All weighty issues and worth paying attention to and contributing your opinions if you feel inclined.
For the moment, I’ve been quite content with reading all these differing views, just listening to what others have to say. The view that really caught my attention today, though, comes from Kevin Dugan.
What Kevin has done is compare the number of contacts he has on Facebook, LinkedIn and MyRagan where he shows the date he joined each network, how many contacts he has on each one over what period of time.
So for instance Kevin has 155 contacts in LinkedIn. It’s taken 3½ years to get to that number. In contrast, Kevin’s 101 Facebook contacts have taken him just one month.
Ok, hardly a scientific analysis but I think the way of looking at this from such an individual and personal point of view makes the whole conversation about these social networks far more relevant for each of us.
We can relate this into the bigger picture we’re reading about in blogs and, increasingly, mainstream media.
So in the same spirit as Kevin, here’s the breakdown of the people in my networks on Facebook, LinkedIn and MyRagan, as well as the Melcrum Communicators’ Network:
It would be easy to say that this shows Facebook has faster growth than other networks. But that’s not true at all.
What this does show is something that wouldn’t be apparent just by observing a chart with numbers.
For me, it indicates that Facebook is a network I’ve paid a lot more attention to since joining it. A lot more than the attention I’ve given to LinkedIn over the years where I’m far more selective about who I connect with than with Facebook.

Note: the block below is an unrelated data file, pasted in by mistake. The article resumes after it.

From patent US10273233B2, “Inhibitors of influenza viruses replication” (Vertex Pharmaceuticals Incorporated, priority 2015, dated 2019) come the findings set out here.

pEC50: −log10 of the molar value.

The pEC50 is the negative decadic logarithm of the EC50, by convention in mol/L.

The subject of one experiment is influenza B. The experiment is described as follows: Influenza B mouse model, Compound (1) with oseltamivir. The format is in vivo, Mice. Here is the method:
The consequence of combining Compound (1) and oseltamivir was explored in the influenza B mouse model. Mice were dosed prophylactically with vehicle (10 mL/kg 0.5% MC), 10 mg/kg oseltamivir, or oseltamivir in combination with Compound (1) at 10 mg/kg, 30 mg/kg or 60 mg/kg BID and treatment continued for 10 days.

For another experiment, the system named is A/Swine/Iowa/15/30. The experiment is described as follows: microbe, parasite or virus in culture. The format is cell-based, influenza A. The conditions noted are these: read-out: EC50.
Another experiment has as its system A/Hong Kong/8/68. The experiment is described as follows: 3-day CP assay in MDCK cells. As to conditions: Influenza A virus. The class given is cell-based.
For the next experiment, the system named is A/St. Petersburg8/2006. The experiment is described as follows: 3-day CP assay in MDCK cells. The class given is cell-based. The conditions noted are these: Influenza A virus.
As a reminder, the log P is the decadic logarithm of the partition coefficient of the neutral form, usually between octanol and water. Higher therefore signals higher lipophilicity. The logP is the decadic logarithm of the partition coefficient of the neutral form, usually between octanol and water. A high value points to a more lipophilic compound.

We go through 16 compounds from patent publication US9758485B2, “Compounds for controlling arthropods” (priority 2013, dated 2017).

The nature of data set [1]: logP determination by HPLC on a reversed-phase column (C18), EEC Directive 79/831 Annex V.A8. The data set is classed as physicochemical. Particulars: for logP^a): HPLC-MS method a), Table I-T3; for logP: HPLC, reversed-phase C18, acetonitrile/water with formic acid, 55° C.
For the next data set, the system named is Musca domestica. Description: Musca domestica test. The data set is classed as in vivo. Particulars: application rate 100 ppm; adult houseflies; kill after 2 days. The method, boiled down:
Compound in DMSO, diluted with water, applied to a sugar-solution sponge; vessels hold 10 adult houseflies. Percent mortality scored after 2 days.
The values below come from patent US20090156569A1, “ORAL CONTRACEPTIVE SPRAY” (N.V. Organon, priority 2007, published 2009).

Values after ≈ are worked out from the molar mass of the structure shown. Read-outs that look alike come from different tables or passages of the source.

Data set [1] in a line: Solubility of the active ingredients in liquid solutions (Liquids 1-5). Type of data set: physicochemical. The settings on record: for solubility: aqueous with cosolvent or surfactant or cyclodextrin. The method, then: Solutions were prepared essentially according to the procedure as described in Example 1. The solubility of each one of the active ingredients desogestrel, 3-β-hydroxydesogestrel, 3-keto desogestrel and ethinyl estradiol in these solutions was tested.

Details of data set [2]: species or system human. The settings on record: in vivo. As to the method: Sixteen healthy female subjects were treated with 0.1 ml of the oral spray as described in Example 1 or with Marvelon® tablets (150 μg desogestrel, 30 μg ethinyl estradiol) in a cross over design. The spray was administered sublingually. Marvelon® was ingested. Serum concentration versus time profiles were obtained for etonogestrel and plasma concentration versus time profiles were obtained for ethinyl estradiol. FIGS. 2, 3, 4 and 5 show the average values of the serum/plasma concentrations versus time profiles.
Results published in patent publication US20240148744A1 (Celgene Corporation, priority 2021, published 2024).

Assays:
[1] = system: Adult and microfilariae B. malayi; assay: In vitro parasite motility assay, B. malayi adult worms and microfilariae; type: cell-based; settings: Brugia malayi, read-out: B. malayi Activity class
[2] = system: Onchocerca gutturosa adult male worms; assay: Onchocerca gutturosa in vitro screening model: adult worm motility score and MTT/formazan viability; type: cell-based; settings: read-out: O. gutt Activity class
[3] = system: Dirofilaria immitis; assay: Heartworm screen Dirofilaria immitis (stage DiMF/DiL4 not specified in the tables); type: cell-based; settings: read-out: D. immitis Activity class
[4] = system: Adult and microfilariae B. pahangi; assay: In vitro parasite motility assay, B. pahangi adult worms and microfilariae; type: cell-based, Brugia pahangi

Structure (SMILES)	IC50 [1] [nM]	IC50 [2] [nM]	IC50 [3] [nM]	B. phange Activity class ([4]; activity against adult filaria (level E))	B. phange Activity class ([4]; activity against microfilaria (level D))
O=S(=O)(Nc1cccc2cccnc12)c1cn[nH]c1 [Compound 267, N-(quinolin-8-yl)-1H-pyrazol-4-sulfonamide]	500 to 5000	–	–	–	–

It also indicates I’ve paid less attention to the two networks that, on the face of it, are directly relevant to my profession and my professional interests – MyRagan and the Melcrum Network.
The friends I have in Facebook include many who I’m connected with at MyRagan and Melcrum as well as at LinkedIn.
What else does this indicate that wouldn’t be apparent just from numbers?
If I think about these networks, I come to conclusions like these as to why Facebook is so compelling, more than any of the other networks I’m part of:
- It’s very easy to use
- Lots of people I know are using it and more are joining all the time – every day I get messages to connect or join groups (actually, that’s a very double-edged sword)
- It’s easy to discover people new to you and connect with them
- I can easily connect with people in one place who aren’t necessarily in my area of professional interest
- There are some very cool third-party applications to use with Facebook that no other network has
- The informality of it all – and the perceived absence of any central control – is terrific
I’m sure there are other reasons too.
None of this is to say that I will stop using the other networks I participate in. What it does say is that I will be spending more time with Facebook and less time with those others.
Sooner or later, a crunch may come where I decide to go with the one that provides all I need in one place – the opportunities to connect and the opportunities to collaborate.
I wonder how long that will be.